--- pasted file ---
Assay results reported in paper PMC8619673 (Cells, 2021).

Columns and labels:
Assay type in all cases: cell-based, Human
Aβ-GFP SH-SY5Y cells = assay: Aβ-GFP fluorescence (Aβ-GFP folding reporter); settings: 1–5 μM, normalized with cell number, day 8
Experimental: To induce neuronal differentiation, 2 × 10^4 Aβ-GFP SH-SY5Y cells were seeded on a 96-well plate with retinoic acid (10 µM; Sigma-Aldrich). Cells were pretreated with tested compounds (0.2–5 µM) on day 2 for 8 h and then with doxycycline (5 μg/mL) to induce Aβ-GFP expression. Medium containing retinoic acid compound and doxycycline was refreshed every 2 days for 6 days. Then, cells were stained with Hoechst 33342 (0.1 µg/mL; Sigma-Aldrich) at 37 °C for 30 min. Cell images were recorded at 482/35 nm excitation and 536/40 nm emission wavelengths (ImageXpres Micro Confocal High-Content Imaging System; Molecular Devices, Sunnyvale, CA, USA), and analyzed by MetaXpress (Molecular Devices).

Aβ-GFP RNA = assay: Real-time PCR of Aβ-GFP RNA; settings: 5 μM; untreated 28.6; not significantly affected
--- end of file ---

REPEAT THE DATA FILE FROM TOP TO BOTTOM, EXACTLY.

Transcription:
Assay results reported in paper PMC8619673 (Cells, 2021).

Columns and labels:
Assay type in all cases: cell-based, Human
Aβ-GFP SH-SY5Y cells = assay: Aβ-GFP fluorescence (Aβ-GFP folding reporter); settings: 1–5 μM, normalized with cell number, day 8
Experimental: To induce neuronal differentiation, 2 × 10^4 Aβ-GFP SH-SY5Y cells were seeded on a 96-well plate with retinoic acid (10 µM; Sigma-Aldrich). Cells were pretreated with tested compounds (0.2–5 µM) on day 2 for 8 h and then with doxycycline (5 μg/mL) to induce Aβ-GFP expression. Medium containing retinoic acid compound and doxycycline was refreshed every 2 days for 6 days. Then, cells were stained with Hoechst 33342 (0.1 µg/mL; Sigma-Aldrich) at 37 °C for 30 min. Cell images were recorded at 482/35 nm excitation and 536/40 nm emission wavelengths (ImageXpres Micro Confocal High-Content Imaging System; Molecular Devices, Sunnyvale, CA, USA), and analyzed by MetaXpress (Molecular Devices).

Aβ-GFP RNA = assay: Real-time PCR of Aβ-GFP RNA; settings: 5 μM; untreated 28.6; not significantly affected